For many reasons, we are continuing to see mergers being planned or occurring between various hospitals and health systems, and even including physicians practices and medical groups. Although the benefits of such acquisitions are real, often the challenges of such are not fully appreciated and the magnitude of work that is required to make them successful going forward is not totally comprehended. Because the parties in such mergers have long histories and entrenched traditions, some for nearly 100 years, I compare their coming together as challenging as adopting an 18 year-old and attempting to meld this person seamlessly into your family. Clearly, many people would wonder …..Why are you doing that?
Most healthcare leaders would agree that there are clear benefits resulting from a merger of hospitals into a cohesive health delivery system, both from business and clinical perspectives. These would include:
- Broader geographical distribution
- Potential to capture new market share
- More contracting leverage with insurance companies and other payers
- Sharing best practices
- Coordination/Integration of Care
- Consolidating of Services, creating Centers of Excellence
- Bigger population for managing chronic diseases, and for building health and wellness programs.
- Sharing of Information Management costs and expertise
- Better prepared to share risks under a bundled-payment arrangement
However, as in any new model, mergers have the potential to weaken the prior reputations of each player if both parties do not fully commit to those factors that will determine the “Brand Identity” of the newly formed organization. Many mergers emphasize the importance of determining as early as possible if such commitments will result. They have proven that without this commitment, which is often far greater than initially thought, the 18 year-old never looks like the other child that was raised from infancy, and hence the family values are never equally shared and lived out by all members of the family.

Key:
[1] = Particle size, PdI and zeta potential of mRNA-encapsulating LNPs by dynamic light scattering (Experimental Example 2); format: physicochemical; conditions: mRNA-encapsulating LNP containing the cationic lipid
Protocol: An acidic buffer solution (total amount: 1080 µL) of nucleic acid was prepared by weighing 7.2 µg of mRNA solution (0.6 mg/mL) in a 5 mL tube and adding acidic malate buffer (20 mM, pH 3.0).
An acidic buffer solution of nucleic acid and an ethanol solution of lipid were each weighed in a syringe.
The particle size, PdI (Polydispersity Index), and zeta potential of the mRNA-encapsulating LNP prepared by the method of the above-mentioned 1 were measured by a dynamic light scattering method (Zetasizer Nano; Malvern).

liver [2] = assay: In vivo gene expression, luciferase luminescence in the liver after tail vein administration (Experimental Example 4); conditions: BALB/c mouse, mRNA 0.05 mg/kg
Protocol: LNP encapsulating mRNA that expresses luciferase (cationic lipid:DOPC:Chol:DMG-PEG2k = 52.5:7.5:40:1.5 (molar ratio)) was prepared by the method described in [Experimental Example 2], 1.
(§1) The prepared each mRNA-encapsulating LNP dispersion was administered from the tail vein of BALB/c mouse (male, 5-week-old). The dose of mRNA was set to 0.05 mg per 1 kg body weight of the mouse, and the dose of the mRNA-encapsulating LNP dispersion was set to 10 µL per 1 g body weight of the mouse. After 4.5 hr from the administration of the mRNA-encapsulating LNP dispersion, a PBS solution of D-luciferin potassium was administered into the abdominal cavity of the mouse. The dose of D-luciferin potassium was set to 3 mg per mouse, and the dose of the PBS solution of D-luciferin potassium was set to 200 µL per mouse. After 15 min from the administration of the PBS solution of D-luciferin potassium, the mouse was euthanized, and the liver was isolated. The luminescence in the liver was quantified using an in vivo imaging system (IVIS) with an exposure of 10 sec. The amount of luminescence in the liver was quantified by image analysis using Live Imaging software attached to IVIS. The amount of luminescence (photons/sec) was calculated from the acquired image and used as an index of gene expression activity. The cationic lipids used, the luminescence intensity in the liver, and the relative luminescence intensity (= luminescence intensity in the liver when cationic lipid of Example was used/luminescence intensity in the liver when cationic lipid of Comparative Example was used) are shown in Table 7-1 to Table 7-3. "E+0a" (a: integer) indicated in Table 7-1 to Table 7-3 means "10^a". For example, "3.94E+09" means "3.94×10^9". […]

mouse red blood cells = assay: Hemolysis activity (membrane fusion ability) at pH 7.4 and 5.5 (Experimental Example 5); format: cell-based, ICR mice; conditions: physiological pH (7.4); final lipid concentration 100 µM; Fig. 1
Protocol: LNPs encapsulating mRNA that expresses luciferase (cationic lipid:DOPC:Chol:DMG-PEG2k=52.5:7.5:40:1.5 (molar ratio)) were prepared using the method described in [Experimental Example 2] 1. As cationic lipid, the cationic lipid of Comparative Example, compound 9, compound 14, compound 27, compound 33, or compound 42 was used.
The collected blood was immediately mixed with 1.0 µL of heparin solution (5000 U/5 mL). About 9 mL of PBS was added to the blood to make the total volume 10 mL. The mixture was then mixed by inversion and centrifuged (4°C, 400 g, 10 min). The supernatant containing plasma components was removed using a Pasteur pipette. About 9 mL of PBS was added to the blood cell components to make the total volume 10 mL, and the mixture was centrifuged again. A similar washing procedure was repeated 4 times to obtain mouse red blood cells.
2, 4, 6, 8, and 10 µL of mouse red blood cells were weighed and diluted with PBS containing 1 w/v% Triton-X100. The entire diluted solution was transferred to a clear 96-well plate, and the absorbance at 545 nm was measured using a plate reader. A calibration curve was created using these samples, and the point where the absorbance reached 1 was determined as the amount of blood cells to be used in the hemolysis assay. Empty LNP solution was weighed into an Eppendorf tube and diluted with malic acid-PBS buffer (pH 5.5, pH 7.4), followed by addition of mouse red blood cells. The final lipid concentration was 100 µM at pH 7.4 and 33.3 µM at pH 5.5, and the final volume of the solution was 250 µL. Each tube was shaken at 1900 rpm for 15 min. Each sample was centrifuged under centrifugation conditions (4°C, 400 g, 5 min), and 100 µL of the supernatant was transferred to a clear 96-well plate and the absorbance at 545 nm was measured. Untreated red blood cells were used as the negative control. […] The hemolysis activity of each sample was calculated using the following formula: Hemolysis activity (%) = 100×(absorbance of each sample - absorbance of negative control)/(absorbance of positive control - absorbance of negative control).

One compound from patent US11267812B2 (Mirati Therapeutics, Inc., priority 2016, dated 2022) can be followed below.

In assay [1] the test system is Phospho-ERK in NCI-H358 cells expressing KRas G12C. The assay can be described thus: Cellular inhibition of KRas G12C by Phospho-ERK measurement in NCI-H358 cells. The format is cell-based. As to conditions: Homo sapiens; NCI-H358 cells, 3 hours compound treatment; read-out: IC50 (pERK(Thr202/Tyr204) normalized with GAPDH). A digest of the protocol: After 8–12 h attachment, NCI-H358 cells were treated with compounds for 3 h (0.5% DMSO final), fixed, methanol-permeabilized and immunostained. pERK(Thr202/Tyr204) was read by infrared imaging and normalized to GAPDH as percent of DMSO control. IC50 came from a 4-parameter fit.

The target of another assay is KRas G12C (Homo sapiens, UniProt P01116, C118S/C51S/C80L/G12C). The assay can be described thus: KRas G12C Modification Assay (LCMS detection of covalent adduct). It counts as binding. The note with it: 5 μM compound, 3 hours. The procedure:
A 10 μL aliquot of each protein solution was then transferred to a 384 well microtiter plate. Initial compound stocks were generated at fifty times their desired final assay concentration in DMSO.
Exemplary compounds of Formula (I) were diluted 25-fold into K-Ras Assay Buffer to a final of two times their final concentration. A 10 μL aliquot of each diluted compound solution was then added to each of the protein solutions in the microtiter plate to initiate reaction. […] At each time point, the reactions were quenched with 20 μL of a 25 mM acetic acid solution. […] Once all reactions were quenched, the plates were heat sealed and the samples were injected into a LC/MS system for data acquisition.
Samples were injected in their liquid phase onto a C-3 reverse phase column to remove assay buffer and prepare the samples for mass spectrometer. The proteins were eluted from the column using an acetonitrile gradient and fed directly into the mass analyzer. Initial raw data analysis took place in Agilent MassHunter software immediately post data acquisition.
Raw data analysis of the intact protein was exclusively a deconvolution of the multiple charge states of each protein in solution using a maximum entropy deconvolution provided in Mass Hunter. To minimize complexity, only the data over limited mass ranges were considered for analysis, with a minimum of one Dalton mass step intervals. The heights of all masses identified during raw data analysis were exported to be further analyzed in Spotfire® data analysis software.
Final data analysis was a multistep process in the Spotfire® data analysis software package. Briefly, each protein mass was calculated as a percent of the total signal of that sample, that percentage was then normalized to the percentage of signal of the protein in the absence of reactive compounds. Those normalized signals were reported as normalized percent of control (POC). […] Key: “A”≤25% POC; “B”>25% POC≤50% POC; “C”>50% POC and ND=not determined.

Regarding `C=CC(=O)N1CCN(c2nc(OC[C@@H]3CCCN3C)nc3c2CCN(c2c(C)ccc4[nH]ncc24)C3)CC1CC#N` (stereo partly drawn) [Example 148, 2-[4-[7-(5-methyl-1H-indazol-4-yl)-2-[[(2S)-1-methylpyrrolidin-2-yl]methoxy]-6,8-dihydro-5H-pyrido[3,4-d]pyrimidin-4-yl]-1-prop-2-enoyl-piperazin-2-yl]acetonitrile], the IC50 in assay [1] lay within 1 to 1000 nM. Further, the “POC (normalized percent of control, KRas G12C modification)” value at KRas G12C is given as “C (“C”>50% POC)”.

With that said, then what are the components of the “new brand” that must be explored, discussed, and agreed upon before the “adoption”/merger becomes final. These include:
- Shared Mission, Vision, and Values, which are “lived experiences”, not documents on walls
- Commitment to Excellence
- Utilizing Metrics in all that is done
- Developing, implementing, and sharing best practices
- Total transparency
- Patient Centricity
- Strong Accountability
- Leadership Training
- Organizational Ethics
Many other industries have proven that the more variability in the product, the weaker the brand. The same is true in healthcare. So they merge just to get bigger, rather than better. Sadly, the recipe for short-term success, may eventually end in long-term failure.